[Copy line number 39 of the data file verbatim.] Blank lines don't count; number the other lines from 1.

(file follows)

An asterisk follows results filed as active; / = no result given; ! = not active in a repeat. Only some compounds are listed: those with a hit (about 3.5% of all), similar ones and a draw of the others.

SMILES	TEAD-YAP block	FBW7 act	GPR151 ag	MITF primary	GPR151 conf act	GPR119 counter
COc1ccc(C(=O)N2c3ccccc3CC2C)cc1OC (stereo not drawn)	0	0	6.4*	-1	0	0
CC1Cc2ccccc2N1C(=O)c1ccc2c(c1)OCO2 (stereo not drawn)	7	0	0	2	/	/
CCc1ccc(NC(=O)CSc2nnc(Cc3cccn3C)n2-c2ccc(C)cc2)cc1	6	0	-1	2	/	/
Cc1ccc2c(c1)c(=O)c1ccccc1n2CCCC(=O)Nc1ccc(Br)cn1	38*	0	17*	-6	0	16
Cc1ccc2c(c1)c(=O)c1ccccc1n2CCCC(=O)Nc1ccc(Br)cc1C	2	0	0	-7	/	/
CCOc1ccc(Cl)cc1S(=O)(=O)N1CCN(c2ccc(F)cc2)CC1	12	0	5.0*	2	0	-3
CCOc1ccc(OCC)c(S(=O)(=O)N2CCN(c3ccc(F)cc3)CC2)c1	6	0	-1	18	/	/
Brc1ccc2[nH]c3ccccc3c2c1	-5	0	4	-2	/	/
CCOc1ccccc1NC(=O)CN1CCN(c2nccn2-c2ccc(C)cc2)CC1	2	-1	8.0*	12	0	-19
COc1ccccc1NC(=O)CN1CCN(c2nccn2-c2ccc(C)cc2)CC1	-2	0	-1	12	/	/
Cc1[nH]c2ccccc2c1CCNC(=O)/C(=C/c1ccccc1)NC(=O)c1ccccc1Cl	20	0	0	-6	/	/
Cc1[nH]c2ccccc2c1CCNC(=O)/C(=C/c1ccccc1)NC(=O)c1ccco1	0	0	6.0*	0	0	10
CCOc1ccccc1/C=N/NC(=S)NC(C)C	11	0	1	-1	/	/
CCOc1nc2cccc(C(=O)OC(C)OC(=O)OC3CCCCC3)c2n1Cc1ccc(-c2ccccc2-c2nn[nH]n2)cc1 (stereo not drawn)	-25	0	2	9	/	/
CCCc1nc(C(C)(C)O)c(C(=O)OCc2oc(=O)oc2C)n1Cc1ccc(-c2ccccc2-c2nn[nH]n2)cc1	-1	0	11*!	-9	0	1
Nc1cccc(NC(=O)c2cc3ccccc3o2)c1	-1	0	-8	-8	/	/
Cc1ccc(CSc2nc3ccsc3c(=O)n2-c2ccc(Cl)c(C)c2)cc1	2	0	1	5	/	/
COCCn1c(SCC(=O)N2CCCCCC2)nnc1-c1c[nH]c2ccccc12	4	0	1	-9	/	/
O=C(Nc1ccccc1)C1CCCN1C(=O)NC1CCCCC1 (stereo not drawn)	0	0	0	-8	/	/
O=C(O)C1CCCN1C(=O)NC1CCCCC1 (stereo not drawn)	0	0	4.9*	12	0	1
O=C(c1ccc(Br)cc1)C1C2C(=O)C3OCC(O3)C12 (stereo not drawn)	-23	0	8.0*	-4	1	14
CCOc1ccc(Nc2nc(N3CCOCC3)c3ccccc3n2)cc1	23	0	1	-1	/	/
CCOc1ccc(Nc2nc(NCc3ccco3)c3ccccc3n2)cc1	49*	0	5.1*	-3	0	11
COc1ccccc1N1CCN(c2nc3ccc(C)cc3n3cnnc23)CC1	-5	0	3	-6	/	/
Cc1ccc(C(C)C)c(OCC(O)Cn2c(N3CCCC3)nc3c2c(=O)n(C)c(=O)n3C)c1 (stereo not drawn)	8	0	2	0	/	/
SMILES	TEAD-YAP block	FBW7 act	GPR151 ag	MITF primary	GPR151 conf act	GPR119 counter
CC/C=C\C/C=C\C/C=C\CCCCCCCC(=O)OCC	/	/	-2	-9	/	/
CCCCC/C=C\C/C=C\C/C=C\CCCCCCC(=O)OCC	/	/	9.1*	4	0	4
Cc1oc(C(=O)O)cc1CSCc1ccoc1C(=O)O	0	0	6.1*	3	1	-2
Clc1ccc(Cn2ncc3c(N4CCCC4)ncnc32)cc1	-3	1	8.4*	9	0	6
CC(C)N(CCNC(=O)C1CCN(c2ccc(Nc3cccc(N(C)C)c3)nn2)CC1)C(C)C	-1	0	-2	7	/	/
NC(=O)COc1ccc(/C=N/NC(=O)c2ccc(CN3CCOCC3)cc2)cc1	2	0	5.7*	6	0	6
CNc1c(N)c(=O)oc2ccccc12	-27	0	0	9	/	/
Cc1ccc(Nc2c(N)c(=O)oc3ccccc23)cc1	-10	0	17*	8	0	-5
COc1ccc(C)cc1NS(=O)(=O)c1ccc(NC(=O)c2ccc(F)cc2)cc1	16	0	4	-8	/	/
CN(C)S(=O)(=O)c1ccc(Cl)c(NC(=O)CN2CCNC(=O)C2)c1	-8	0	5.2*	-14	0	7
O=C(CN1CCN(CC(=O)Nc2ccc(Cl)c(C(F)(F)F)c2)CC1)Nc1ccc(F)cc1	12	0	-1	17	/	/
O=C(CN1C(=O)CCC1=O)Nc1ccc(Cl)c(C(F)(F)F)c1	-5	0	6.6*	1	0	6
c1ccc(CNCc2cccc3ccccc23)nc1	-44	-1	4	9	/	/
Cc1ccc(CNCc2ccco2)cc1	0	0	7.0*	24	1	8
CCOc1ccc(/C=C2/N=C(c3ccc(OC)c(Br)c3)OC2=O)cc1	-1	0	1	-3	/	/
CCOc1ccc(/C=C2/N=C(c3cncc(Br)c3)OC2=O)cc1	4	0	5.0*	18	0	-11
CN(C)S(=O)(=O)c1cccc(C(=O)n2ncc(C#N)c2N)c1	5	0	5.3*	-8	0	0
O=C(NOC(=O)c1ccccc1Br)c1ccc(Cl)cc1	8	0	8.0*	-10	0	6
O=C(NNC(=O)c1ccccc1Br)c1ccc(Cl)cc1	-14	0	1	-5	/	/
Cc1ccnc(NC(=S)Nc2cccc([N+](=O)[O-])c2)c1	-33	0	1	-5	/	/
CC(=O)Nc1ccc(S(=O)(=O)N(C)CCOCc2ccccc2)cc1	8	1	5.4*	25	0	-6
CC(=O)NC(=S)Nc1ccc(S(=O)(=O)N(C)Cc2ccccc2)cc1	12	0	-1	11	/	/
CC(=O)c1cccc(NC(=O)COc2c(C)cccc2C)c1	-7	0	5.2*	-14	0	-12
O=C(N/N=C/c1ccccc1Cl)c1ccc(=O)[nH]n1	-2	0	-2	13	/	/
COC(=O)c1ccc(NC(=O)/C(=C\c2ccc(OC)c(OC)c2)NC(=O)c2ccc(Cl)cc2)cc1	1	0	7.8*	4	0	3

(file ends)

O=C(CN1CCN(CC(=O)Nc2ccc(Cl)c(C(F)(F)F)c2)CC1)Nc1ccc(F)cc1	12	0	-1	17	/	/